Shark Dive

[pullquote align=”left”]Most people associate a trip to Busan with the hot summer sun and lazy days at the beach.[/pullquote]Despite the mercury plummeting below freezing, you can still throw your swim gear into a beach bag and head toward Haeundae. Instead of going directly to the beach to feel the sand between your toes, go only as far as Busan Aquarium for an experience you won’t soon forget—a  refreshing dip in shark-infested waters.

Shark Attack!

On a cold winter’s day, a few friends and I made the trip, took a dip, and lived to tell the tale. At any given time, the Busan Aquarium is filled with a vast selection of sea creatures. Bright and early Saturday morning, after a big dose of caffeine, hoping not only for energy but bravery as well, we were escorted down behind the scenes of the always bustling aquarium.

We met our dive master and host for the day and learned that the others, who had planned to dive with us, had backed out at the last minute. Chickens! So it was just the three of us diving, plus our instructor, the ringleader. “Lucky us,” we thought, hoping the smaller group would mean a more intimate experience.

We went through a brief introduction, rules, regulations, and an outline of what was about to go down. I have been scuba diving for about 15 years, but no previous experience is needed to do the shark dive. After our briefing, I quickly realized, this wasn’t going to be a typical dive on so many different levels.  With our nerves starting to peak with a mixture of excitement and anxiety, we shed our winter wear and donned wet suits and scuba gear.
One by one, we sank down to the aquarium floor. The strangest sensation right at the start, was diving without fins, a basic necessity when kitted out in so much dive gear. Basically, we dropped down to the bottom (we were heavily weighted) and navigated with a type of hop/jump/step kind of movement. What we did was like a moonwalk, and I would imagine this would be similar to how zero gravity feels.

The maximum depth we hit was 5 meters  inside the aquarium . Keeping our limbs tightly tucked in, we hopped around the shark-infested waters. The aquarium held about a dozen sharks, all way bigger than us. There were nurse sharks, black-tipped sharks, white-tipped sharks, and hammerheads. There were also gigantic groupers (that could’ve swallowed one of my petite 5-foot nothing girlfriends in one swift bite), sea turtles, and stingrays. Swimming amongst the big fish were hundreds of schools of small colorful fish as well. What an adrenaline rush!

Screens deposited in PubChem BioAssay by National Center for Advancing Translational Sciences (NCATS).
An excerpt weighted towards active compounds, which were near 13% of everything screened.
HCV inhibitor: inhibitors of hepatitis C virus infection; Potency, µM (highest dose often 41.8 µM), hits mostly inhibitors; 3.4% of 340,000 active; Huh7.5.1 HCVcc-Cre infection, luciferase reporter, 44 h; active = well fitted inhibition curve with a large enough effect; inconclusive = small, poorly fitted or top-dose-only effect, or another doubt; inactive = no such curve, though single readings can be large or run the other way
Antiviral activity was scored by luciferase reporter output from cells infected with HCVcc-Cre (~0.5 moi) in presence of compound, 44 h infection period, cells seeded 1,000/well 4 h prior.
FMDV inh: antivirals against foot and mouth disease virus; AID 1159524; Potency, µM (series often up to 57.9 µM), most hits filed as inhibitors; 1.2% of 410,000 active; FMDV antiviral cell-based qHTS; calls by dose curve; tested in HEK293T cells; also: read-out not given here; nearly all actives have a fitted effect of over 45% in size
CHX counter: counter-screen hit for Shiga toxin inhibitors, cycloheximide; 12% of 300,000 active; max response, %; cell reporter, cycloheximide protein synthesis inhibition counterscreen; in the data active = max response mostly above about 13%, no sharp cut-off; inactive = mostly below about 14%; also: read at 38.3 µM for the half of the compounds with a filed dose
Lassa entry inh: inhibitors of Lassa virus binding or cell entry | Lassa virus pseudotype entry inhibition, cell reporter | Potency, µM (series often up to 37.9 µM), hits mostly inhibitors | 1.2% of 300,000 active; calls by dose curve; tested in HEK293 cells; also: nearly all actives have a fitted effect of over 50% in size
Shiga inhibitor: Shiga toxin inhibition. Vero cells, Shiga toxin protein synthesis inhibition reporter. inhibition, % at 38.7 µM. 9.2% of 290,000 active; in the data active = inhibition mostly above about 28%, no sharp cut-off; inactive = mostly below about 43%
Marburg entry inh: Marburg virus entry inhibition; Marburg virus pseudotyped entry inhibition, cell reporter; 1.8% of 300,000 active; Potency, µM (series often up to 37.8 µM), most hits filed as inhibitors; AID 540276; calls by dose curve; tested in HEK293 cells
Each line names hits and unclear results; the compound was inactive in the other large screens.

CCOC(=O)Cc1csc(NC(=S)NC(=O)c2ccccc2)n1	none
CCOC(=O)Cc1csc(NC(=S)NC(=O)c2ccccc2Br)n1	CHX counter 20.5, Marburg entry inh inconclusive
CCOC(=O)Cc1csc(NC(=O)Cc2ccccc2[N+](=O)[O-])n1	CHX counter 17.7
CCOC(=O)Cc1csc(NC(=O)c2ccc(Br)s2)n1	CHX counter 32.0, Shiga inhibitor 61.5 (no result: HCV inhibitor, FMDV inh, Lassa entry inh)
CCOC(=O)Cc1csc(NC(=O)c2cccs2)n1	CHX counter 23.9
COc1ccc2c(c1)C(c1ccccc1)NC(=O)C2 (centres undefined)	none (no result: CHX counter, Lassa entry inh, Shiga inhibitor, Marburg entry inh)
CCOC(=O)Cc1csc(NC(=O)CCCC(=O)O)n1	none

Don't let his teeth fool you...

The aquarium has (safely) been doing shark dives for 9 years, so these fish are accustomed to seeing people strolling around their territory. Saying that, though, we were advised to keep all our extremities tucked in closely and, obviously, take any other precautions necessary not to get on the bad side of our fishy friends. For example, if a shark were headed toward me, I was advised to stay put ,and it would go around me like a game of underwater chicken. Yeah, easier said than done when an 8-foot shark is staring you down and headed your way. There is nothing better to test your heart rate than seeing a gnarly-toothed, carnivorous shark coming straight for you.

Live Bait

Our dive time was less than an hour, and for parts of it, we were stationary, absorbing the tranquil world around us. Our dive master had told us ahead of time to check out the aquarium floor for shark’s teeth. Apparently, sharks shed their teeth all the time and can have about 35,000 in one lifetime. They are not attached to the jaw.  They are embedded in their flesh, and when one falls out, like on a conveyor belt, the next one moves into place. Sharks have multiple rows of teeth, too, so the teeth were plentiful along the bottom of the aquarium. They camouflaged really well into the pebbled floor, but we each managed to scoop a handful as souvenirs. So if anyone doubts my bravery, I have proof to show off my courage, like a badge of honor.

Towards the end of the dive, we congregated and surfaced, climbed out, and spent the rest of the day buzzing with adrenaline. The rest of the aquarium is also worth checking out. There were some incredible varieties of fish to look at and fun things to do. All in all, the experience gets an 8 out of 10. (Nines and tens are only awarded for REAL ocean diving.)

So if you find yourself in the vicinity of Busan and with an urge for a once-in-a-lifetime experience, try spending the day swimming with sharks; I highly recommend it. 

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